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Long live our sages

A quick solve to our problems is to look within. When I say our, I mean Africa. We live on a very practical continent and solutions are supposed to emerge  from dealing with issues practically.

So, for instance, if energy is a problem within our continent and we rely heavily on hydroelectric power as a primary energy source, should we not be investing more in solar energy systems? Does the sun not shine brightest on this piece of earth more than any other continent? Why are our leaders (and us too) failing to connect the dots and come up with solutions that embrace our reality and innovate within our true context?

Truth is, we are either selfish, lazy or buy into the notion that we are under resourced, yet we are filled with abundance. Bountiful wealth exists on the continent, yet it remains untapped and unexplored. By wealth, I am not talking about mineral resources, a default response for many politicians, who continue to cling to the debilitating crutch as our only saving grace.

We are more than our mineral wealth. Our intellect is our prized possession. An asset we have neglected for so long that it now needs to be brought to the fore once again and leveraged to take us to new frontiers. One thing we need to appreciate is that assets left or taken away from those who were colonised was and still is reserved for a limited few. This is what has led to the current shortages we are experiencing across the continent. We need to let go of unnecessary protocols of hierarchy and myopic levels of discomfort and embrace a simple fact.

Our ancestors’ sweat was leveraged as an input to a process whose outputs were hoarded, and excluded them from partaking. This exclusion led to a false sense of abundance for those who ran things at the time, providing for no more than 10% of each national population, including the set-up of infrastructure to support these errant systems.

Let us also remember that these developed systems were outward focused, that is, exploitative in nature with the wealth of what was generated being repatriated back to their respective motherlands. Such a standpoint resulted in the continent’s development being limited, hence the term developing nations.

So how do we right these wrongs? We start off by accepting that the old system and its associated infrastructure will not lead us to the promised land. Our population growth is not a stigma nor a curse, but an expectation. By this I mean, there is a lot to go around and as a people, we were taught the value of sharing and helping each other. Let us re-visit our way before our evolutive disruption, where our forefathers were celebrated traders. Ponder on what they could have achieved were they left to their own devices.

Let us redefine our wealth systems, leveraging legacy as the guiding light to classify relatable identifications of rich and well to do.

For we were doing just fine without this thing called money, yet it has now become the measure that we gravitate towards to stand out and be a cut above the rest. Thinking in monetary terms has eroded the intellectual wealth I mentioned earlier. We need to return to this thinking and resolve existing and imminent problems.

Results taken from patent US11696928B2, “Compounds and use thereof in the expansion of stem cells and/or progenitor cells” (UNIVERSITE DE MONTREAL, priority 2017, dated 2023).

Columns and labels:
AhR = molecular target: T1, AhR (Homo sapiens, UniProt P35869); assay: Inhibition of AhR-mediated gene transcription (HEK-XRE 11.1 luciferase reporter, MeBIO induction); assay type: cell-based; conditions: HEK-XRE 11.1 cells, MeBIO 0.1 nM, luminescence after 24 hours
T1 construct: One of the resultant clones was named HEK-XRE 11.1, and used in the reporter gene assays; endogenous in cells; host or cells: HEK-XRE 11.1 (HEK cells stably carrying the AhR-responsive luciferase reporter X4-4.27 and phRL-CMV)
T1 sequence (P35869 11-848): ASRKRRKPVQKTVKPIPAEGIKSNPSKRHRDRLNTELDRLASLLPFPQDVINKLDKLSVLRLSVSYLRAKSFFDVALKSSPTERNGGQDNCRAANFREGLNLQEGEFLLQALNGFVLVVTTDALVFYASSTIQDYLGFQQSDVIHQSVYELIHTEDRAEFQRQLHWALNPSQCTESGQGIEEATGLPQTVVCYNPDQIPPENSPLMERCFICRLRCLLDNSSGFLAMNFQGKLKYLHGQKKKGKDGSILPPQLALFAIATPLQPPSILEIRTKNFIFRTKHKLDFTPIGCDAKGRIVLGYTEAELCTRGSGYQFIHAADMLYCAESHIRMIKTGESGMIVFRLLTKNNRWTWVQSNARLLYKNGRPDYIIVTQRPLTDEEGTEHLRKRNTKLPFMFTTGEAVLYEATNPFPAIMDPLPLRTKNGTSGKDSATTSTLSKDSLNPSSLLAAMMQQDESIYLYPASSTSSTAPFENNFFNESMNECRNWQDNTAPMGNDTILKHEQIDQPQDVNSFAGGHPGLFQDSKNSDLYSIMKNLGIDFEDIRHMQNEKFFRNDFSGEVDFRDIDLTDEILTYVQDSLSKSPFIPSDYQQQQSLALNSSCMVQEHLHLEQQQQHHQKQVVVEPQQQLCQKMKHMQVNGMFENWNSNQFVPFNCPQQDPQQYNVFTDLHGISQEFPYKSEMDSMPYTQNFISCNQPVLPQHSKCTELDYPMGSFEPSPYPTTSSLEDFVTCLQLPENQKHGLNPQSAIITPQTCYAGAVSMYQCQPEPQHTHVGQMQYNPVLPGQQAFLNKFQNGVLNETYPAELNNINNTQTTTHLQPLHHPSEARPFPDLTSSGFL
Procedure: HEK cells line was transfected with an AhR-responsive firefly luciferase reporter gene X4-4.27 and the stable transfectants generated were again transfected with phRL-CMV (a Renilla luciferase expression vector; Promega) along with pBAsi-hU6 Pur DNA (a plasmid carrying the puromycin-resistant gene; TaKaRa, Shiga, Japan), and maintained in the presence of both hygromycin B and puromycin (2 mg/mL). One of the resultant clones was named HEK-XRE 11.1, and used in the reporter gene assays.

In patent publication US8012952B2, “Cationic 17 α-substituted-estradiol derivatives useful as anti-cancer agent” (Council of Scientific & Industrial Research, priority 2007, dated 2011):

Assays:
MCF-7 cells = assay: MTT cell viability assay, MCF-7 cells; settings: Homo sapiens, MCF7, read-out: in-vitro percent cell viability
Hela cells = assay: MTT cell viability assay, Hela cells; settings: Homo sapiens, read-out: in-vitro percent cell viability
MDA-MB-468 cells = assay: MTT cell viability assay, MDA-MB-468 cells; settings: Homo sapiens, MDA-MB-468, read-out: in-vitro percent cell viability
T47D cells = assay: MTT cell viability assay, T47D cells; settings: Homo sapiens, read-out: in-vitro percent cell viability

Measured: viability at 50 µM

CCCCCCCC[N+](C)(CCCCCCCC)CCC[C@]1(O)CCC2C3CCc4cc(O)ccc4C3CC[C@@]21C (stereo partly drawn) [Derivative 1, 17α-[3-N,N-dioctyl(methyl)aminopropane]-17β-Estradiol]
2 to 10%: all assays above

For those who doubt the aforementioned, let me elucidate. Within villages, sages and oracles were consulted often by kings, queens, chiefs and village head men. These people were held in high regard not because of the money they had in their pockets, but because of the experience and expertise they had amassed through their trials and tribulations. Some were referred to as wanderers, free spirits and so much more based on their inquisition.

They walked all corners of the earth to uncover knowledge which could be used to enhance and uplift future generations. These wealth sages were selfless, giving of all they had “earned”, passing it onto the next generation through “internship” programmes that consisted of a rigorous selection of a worthy successor.

These successors would quickly assimilate what their sages knew and strove to leave a mark on this world through finding new information that could also be used as reference to address daily and yet to be discovered problems.

Now is the time for us to reach out to our aged and older Africans. From this generation, we need to gather as much intellectual property as we possibly can. They have a firm understanding of how things were done in the past, how small amounts of worldly wealth could be shared by entire clans in an empowering manner.

Use this knowledge to re-examine the journey we need to embark on to create an enabling and enriching way of living for ourselves and those who will come after us. For it is in the act of passing the torch, that our contribution to building a culture of wealth, prosperity and sustainability beyond our imagination will be judged by generations to come.


Africa’s wealth is in its people. Long live our sages!

Image by: Andile Bhala

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